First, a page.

“I see the ceiling is getting lower and lower,” she went on. “Or is that my ego getting bigger and bigger?”

Surely, one needn’t eliminate the possibility of the other.

Part of her world tour behind this year’s “Rebel Heart” album, Tuesday’s show spared no opportunity to remind the capacity crowd of the singer’s incalculable influence on modern music. (The evening’s second song was the 2015 single “Bitch I’m Madonna.”)

But if her legacy is secure, Madonna at 57 no longer holds down pop’s center. Taylor Swift sells more records and concert tickets. Beyoncé is a more coveted interview. Katy Perry, who turned up onstage at the Forum on Tuesday night to pay her respects with a slyly backhanded compliment, has more followers on social media.

So, as much as she was celebrating her own importance, Madonna seemed to be looking for ways to demonstrate that she still mattered. What was remarkable was that she succeeded by taking advantage of her experience, not by running from it.



It’s decent work, if you can get it,” Madonna told a capacity crowd at The Forum in Los Angeles on Tuesday night. The pop music legend was surrounded by her dance crew; a group always there to lift her up, to help her down stairs, to fetch her water when she is thirsty. But this little quip could have applied both to herself and her infinitely impressive troupe, as a recurring theme through her two-hour set was humility. She would joke about the ceiling seeming lower because of her inflated ego, but the reality is that even after 32 years of reigning as the Queen of Pop, she remains grateful of her life and profession.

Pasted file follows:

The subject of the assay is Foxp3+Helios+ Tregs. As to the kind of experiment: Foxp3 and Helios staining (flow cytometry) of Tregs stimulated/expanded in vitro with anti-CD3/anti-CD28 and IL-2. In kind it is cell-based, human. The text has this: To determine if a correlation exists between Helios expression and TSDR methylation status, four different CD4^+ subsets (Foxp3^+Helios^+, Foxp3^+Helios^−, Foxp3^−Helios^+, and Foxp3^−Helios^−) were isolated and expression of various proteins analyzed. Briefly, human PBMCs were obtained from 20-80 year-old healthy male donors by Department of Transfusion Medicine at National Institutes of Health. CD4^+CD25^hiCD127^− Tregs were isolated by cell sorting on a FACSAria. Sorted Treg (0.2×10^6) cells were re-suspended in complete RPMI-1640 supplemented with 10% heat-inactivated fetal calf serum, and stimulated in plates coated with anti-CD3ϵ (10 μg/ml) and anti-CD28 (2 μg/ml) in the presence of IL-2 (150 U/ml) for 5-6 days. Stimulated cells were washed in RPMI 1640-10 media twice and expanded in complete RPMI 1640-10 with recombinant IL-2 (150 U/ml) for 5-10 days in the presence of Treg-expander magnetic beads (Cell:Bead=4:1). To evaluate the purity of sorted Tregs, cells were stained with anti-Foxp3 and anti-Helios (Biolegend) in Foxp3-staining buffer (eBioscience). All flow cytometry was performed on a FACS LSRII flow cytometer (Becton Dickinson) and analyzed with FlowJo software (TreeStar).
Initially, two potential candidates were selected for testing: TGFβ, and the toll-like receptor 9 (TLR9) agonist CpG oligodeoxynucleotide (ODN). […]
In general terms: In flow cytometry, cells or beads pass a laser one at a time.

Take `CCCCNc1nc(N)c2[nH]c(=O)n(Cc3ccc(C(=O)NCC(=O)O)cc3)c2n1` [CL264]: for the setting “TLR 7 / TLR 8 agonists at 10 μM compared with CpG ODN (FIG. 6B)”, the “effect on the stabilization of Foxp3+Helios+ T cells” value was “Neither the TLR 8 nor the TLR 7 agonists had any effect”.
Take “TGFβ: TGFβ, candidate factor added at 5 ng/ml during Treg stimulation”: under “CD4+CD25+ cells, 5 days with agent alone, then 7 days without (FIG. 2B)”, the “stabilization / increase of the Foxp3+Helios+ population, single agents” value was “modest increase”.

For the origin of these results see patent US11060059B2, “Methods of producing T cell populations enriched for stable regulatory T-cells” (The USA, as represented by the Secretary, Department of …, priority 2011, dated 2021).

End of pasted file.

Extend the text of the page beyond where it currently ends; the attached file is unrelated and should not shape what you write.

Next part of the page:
Madonna’s gratitude should have been difficult to muster given the turmoil she endured for the release of this year’s Rebel Heart. This included two separate leaks of both demos and finished tracks off the album, all stemming from a hack on her personal computer that ended with a 14-month sentence in an Israeli prison for the culprit. Because of the hacker’s actions, however, her entire release plans were stripped away all at once, and the art that she worked so hard to create was brought into the world without any of the deserved control.

But the Rebel Heart tour wasn’t about that unfortunate period and left the album’s dark cloud in the past. Instead, taking a cue from the night’s big finish “Holiday”, the performance was pure celebration, with the opening images featuring a caged Madonna breaking free of the bars that hold her in order to entertain the crowd. And in a clever use of her audience’s early undivided attention, the first handful of songs were almost exclusively from her recent release, allowing her to showcase her newest material while her fans were caught up in the giant spectacle.